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- The ACL is the stabilising ligament of the knee, and acts to prevent buckling of the knee
- The mechanism of injury is usually from a pivoting action on a grounded foot, usually during sport
- Injury can be a partial tear or total rupture and management may change according to degree of tear
- When the ACL is completely torn, surgery is a possibility to reconstruct the ligament, but this is not always required. Your physiotherapist, GP, Sports Physician and/or an orthopaedic consultant may talk you through your options.
- A ‘pop’ or ‘crack’ sound is often heard during injury
- Usually there is initial pain, although with a complete tear the pain can subside quickly (within minutes) but the knee often feels ‘unstable’, and may give way.
- Often ACL injuries can occur in combination with injuries to other structures such as the medial collateral ligament or medial meniscus
What you can expect/look out for
- Immediate swelling and bruising of the knee
- Feelings of instability or giving way
Hints for self management
- Initial injury management is as for most soft-tissue injuries;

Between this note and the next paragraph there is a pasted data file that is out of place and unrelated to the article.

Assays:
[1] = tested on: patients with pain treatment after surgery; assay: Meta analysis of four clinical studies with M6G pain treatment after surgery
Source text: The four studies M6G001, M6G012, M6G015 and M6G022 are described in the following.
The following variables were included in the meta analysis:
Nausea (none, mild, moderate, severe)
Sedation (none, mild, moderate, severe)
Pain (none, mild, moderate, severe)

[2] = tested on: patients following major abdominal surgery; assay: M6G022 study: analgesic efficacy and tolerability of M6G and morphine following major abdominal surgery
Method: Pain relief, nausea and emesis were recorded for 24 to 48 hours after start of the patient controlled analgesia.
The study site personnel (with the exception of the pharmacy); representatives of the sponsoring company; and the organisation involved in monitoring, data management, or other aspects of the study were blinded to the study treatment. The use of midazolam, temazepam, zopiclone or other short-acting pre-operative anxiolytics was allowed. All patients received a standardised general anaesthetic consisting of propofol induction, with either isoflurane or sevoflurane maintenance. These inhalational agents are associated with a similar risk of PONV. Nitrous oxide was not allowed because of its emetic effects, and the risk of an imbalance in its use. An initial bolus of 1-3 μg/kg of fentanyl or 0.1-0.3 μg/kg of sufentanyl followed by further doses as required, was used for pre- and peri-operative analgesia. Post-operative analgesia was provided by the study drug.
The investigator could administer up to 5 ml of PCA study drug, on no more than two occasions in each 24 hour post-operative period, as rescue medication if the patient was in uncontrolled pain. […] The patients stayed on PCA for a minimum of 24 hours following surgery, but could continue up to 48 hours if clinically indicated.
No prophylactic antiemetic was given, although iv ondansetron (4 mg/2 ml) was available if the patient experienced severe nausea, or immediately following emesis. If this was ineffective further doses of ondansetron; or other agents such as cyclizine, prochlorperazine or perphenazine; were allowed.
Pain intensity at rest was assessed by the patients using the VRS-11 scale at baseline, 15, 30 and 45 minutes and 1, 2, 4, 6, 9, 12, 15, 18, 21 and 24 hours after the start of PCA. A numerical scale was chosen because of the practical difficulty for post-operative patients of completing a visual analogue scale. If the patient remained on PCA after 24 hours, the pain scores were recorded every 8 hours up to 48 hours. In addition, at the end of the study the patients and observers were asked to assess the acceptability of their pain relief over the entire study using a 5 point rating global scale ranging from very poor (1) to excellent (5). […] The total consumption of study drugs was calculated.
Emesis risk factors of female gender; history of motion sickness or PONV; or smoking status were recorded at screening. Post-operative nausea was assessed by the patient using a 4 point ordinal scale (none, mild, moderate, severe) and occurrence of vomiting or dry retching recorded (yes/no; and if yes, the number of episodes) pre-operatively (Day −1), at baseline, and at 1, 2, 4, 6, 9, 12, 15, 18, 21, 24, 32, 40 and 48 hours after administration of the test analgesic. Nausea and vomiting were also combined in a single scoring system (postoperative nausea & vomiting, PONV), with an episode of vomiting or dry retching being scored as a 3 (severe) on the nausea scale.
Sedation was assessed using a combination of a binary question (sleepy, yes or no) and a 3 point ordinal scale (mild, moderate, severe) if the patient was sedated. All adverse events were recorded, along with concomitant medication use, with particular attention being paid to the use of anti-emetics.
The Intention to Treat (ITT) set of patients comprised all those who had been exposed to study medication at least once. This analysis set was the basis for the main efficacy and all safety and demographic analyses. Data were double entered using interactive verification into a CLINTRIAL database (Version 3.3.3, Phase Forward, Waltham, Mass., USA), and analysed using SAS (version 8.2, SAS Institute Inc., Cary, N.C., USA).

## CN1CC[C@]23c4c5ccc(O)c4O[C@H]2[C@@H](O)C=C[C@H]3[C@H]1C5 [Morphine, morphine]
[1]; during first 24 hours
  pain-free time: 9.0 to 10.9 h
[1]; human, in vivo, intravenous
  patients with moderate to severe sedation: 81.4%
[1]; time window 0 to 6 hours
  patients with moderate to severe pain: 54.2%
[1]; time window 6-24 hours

- Rest and immobilise, use crutches to assist with walking
- Ice for 20 minutes every 2-3 hours for the first 3 days
- Compress the area to manage swelling, with a bandage or tight leggings
- Elevation, as able, lying on your back with leg elevated
- Seek diagnosis by seeing your GP or visiting one of the experts at Sydney Physiotherapy Solutions, and the decision to confirm with imaging such as MRI may be made at that time
- ACL tears may require review by an Orthopaedic Surgeon
- The surgeon will discuss with you both conservative and surgical options
- With a partial tear or in an individual who does not play high-level sports, it may be decided to manage the knee non-surgically with physiotherapy and exercises – you will want to seek an expert knee physio to guide you through this process
- A full tear may be managed with a surgical reconstruction, using a patellar tendon or hamstring graft.
- Surgery is not always required
- A knee reconstruction will mean time away from sport and significant rehabilitation
- Return to sport in most cases is after 9 months rehabilitation
At Sydney Physiotherapy Solutions our highly qualified physiotherapists specialise in the assessment, treatment and prevention of neuromusculoskeletal injuries.
Contact us today – 9252 5770